Arya_starks_got_cant_dieMaisie Williams as Arya Stark in 'Game of Thrones'Credit: Warner Bros. Television Distribution

The writers take advantage of the audience’s already suspended belief and ask us to blindly accept anything given to us.

It’s also important to remember that Game of Thrones was a show where the little things mattered and mistakes have serious lasting consequences. Khal Drogo (Jason Momoa) was killed by an infected scratch, but Arya is fine after she is stabbed multiple times in the gut and then thrown into a dirty river by the Waif. No other character in the show had come close to surviving this kind of brutality, but the writers decided that Arya was an action hero that could survive anything like she was Dominic Toretto (Vin Diesel) in the laterFast & Furiousmovies.  

While Arya’s actions are undoubtedly cool, they are completely illogical and fight against what the audience already knows about her and her brutality. Arya becomes a trope of the strong woman who seeks revenge but lacks any true justification for her actions. Arya wasn’t the only character to go through a drastic change for the sake of spectacle. Almost every main character went through dramatic changes that challenged everything the audience already knew about them just to fuel big flashy moments.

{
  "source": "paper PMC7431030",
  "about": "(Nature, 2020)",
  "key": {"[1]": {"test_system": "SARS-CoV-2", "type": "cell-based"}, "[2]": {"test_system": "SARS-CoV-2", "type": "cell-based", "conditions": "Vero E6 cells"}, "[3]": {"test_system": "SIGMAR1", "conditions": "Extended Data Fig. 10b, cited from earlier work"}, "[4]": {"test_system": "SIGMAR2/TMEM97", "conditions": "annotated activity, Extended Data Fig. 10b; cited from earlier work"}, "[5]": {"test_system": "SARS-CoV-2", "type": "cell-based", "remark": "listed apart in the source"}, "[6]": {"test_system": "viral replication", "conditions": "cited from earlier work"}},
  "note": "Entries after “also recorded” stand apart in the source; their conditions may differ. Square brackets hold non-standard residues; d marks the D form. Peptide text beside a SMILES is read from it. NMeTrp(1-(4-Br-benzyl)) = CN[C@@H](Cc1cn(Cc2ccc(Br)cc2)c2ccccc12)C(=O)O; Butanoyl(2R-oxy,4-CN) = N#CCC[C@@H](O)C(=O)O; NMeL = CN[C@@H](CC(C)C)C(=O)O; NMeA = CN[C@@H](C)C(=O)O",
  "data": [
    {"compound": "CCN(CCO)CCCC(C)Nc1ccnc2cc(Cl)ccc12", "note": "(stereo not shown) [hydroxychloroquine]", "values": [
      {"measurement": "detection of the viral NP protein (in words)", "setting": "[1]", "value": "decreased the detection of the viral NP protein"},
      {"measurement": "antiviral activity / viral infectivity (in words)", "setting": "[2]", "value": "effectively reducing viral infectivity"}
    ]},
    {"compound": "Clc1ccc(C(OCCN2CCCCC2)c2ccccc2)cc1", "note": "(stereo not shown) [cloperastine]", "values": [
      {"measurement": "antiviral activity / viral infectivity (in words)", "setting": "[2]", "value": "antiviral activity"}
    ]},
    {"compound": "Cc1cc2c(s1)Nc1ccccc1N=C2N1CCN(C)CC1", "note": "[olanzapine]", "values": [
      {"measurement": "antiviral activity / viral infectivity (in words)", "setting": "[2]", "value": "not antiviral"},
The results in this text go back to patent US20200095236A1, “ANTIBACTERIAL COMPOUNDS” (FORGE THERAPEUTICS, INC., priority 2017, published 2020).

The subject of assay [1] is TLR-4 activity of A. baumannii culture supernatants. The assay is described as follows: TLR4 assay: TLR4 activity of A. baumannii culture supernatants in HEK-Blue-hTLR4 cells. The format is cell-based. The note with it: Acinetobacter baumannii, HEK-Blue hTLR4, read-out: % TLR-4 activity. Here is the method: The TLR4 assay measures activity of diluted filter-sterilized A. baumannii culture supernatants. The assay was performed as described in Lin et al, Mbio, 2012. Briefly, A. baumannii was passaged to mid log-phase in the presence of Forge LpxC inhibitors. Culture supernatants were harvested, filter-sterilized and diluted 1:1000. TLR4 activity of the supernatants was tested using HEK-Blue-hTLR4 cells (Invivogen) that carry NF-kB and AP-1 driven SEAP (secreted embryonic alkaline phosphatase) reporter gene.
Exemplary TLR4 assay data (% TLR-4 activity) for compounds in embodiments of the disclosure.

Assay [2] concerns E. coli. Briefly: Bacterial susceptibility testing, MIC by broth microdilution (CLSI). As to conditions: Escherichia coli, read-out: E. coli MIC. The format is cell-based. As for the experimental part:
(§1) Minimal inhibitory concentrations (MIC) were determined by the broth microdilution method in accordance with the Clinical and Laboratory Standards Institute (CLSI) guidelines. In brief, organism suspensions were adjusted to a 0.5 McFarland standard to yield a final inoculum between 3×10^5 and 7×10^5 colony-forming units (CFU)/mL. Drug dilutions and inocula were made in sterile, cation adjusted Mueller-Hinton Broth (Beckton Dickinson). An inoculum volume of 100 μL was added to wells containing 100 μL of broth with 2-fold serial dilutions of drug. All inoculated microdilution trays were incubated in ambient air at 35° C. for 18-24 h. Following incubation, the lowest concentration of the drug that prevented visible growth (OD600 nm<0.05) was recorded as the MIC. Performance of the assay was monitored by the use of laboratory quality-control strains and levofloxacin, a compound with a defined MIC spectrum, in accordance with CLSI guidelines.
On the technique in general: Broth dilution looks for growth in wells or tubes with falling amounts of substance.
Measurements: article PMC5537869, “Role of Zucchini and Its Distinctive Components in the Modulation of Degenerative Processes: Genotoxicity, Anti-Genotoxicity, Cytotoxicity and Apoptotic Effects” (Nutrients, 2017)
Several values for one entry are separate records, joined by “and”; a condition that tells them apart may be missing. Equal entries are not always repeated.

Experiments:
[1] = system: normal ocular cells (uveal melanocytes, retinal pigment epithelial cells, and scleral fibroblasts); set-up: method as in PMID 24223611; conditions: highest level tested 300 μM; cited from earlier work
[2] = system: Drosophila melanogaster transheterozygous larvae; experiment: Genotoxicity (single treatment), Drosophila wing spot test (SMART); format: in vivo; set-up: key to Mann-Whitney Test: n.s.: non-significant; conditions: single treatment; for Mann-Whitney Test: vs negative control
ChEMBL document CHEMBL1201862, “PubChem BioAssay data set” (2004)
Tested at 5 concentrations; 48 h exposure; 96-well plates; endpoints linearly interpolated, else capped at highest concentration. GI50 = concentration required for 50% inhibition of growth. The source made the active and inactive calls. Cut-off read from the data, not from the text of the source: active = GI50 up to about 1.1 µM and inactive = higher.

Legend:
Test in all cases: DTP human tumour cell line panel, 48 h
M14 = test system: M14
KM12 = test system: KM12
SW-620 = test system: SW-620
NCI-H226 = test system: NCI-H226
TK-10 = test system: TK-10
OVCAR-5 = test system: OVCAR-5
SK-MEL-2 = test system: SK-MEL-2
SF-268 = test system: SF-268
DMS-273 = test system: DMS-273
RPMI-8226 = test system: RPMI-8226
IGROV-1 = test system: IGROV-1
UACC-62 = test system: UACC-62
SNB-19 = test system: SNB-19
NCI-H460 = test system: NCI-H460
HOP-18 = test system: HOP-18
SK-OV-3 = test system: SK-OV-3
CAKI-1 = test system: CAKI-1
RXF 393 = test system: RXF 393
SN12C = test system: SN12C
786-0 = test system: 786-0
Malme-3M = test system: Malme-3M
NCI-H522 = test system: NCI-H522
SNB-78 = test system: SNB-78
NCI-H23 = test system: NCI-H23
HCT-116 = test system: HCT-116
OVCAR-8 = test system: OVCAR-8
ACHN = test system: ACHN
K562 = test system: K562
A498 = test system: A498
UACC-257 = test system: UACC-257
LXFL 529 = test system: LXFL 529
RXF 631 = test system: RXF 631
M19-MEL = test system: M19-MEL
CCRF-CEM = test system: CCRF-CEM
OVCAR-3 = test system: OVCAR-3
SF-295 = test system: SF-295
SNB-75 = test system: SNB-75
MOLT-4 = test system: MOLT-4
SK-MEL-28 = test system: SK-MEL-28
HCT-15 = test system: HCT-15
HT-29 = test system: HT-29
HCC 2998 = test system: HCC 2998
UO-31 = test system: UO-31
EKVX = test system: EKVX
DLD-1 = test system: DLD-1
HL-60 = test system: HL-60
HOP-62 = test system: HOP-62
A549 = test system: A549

Game of Thrones fell from grace when it started to rely on the audience’s suspension of disbelief rather than good writing. Suspension of disbelief is a powerful and sometimes necessary part of fiction, but don’t change the expectations of disbelief halfway through the narrative. 

What other characters from Game of Thrones do you think became dramatically different in the final seasons? Leave us a comment below.

Source: Savage Books